Abstract: The phytoplankton pigment indices were used to characterize the spatial succession of the community composition in the frontal regions of the subtropical front (STF), sub-Antarctic front (SAF), and polar front (PF) in the Indian Ocean sector of the Southern Ocean during austral summer 2013. Diagnostic indices revealed that the flagellates were dominant in STF (51%) and progressively declined toward SAF (39%) and PF (11%). Similarly, the prokaryotes were highest in STF (43%) and decreased to SAF (32%) and PF (28%). In contrast, the diatoms were gradually increased from STF (6%) to SAF (29%) and PF (61%). The variability of flagellates and diatoms from the STF to PF is attributed to the variability of photosynthetically available radiation, sea surface temperature, and sea surface wind speed. The in-situ pigment indices were then compared to the NASA Ocean Biogeochemical model that shows the similar patterns of frontal community distribution except their magnitude. Similarly, the satellite retrieved phytoplankton biomass (chlorophyll a) was checked for its consistency after comparing with the in-situ observations and the result shows underestimation of satellite measured values. The result suggests that the conjunctive analysis of in-situ, satellite, and model archive is suitable to study the impact of climate variability on the structure of marine ecosystems.

8 citations


Cited by
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01 Apr 2003
TL;DR: In this article, the authors applied residual mean theory to the streamwise-averaged Antarctic Circumpolar Current to obtain a concise description of the processes that set up its stratification and meridional overturning circulation on an f plane.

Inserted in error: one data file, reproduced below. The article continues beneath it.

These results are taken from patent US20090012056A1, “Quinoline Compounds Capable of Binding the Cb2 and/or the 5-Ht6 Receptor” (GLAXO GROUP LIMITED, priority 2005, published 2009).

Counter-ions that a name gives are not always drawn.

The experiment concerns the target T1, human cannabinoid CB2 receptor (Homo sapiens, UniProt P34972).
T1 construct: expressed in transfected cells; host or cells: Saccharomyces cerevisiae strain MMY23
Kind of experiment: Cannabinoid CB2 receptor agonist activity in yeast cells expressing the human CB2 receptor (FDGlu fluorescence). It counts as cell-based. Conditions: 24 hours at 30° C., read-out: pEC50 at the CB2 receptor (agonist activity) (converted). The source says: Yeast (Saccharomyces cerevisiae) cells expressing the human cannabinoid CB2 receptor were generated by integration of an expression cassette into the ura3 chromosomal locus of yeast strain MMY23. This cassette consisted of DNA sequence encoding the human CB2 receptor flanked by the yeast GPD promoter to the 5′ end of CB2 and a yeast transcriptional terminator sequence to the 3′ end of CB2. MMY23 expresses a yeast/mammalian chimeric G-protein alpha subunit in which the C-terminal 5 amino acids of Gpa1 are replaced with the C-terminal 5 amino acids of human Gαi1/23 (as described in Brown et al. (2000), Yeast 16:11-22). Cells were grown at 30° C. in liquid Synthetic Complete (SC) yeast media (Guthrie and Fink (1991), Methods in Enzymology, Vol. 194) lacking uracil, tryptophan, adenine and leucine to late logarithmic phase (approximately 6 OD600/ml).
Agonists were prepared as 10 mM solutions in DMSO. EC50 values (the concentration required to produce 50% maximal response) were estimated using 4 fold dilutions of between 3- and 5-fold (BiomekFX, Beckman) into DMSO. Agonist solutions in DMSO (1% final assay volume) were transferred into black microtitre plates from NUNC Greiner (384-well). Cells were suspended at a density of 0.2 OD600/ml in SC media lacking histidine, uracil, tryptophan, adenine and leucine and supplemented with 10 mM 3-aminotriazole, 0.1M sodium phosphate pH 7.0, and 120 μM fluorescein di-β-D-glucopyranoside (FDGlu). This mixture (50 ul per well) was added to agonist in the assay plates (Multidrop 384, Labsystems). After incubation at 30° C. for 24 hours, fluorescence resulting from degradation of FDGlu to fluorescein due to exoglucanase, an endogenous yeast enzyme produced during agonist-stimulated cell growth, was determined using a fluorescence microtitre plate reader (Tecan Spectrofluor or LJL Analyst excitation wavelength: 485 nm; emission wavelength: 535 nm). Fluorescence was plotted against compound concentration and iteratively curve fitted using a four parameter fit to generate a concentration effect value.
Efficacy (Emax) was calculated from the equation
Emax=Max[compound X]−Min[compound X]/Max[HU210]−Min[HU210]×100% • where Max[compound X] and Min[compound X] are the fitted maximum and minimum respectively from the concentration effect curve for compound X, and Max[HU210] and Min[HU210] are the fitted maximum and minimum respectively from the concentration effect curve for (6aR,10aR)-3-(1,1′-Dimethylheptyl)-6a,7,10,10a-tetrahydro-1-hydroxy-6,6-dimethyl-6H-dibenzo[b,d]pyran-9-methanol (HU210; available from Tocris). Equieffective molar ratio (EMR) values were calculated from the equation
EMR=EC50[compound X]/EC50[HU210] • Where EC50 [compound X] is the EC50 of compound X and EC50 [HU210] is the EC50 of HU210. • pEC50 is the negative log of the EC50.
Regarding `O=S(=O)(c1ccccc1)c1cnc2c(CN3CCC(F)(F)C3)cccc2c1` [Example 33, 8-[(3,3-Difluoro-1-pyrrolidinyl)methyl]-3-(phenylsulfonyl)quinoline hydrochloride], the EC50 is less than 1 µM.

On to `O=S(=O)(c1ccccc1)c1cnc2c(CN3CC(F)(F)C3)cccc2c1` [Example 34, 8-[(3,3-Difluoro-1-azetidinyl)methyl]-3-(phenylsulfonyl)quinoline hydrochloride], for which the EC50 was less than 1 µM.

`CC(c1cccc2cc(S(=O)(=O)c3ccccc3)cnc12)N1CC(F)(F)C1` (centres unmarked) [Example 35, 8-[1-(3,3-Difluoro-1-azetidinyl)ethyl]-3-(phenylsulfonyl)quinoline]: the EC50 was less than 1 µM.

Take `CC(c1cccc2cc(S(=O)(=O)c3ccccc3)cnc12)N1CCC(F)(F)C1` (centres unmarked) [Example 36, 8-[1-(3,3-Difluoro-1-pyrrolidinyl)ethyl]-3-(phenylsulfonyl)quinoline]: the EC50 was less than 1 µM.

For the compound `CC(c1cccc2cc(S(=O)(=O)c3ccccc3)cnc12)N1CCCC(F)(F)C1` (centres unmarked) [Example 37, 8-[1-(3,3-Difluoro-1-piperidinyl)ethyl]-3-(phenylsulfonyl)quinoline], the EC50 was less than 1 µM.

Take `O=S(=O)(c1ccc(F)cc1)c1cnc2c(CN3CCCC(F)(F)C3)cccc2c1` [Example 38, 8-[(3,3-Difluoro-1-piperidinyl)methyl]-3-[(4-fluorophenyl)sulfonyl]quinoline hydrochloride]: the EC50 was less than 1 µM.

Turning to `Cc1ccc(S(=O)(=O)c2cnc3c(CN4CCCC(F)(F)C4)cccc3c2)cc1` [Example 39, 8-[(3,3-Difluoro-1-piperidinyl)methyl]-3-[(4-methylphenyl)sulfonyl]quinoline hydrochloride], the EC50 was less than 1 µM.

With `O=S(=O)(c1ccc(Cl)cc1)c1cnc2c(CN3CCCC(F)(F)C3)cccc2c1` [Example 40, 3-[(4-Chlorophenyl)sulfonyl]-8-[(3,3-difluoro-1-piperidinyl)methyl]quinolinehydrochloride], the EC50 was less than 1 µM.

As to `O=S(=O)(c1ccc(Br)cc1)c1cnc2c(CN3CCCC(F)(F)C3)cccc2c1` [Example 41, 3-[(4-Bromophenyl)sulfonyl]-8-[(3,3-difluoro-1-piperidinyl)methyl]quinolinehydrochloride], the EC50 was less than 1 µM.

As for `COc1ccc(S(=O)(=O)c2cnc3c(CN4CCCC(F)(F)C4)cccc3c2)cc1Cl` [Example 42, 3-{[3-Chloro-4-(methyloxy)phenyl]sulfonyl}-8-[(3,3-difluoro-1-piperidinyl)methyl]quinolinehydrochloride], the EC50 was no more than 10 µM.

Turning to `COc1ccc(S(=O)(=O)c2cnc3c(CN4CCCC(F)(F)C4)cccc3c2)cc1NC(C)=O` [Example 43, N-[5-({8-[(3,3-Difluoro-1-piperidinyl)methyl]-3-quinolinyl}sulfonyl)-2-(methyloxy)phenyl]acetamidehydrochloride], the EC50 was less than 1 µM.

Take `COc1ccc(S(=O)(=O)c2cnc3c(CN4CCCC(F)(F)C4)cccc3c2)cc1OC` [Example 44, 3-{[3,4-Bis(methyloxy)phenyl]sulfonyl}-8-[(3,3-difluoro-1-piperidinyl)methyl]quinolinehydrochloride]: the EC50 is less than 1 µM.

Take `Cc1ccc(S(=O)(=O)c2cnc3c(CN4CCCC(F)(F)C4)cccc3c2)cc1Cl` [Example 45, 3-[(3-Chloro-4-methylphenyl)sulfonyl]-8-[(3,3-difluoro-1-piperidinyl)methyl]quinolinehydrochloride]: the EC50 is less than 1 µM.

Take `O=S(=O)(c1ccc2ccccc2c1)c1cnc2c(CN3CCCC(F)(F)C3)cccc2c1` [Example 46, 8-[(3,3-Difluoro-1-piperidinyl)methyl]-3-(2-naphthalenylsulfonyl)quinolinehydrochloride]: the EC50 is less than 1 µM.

Abstract: Residual-mean theory is applied to the streamwise-averaged Antarctic Circumpolar Current to arrive at a concise description of the processes that set up its stratification and meridional overturning circulation on an f plane. Simple solutions are found in which transfer by geostrophic eddies colludes with applied winds and buoyancy fluxes to determine the depth and stratification of the thermocline and the pattern of associated (residual) meridional overturning circulation.

362 citations

Journal ArticleDOI
01 Nov 1966-Nature
TL;DR: Biology of the Antarctic Seas II as mentioned in this paper, edited by George A. Llano, was published by the American Geophysical Union of the National Academy of Sciences (AGEUS).
Abstract: Biology of the Antarctic Seas II Edited by George A. Llano. (Antarctic Research Series, Vol. 5. Publication No. 1297.) Pp. xi + 280. (Washington, D.C.: American Geophysical Union of the National Academy of Sciences—National Research Council, 1965.) $12.

226 citations

01 Dec 2005
TL;DR: The recent trend of declining winter and spring snow cover over Eurasia is causing a land-ocean thermal gradient that is particularly favorable to stronger southwest (summer) monsoon winds, raising the possibility that the current warming trend of the Eurasian landmass is making the Arabian Sea more productive.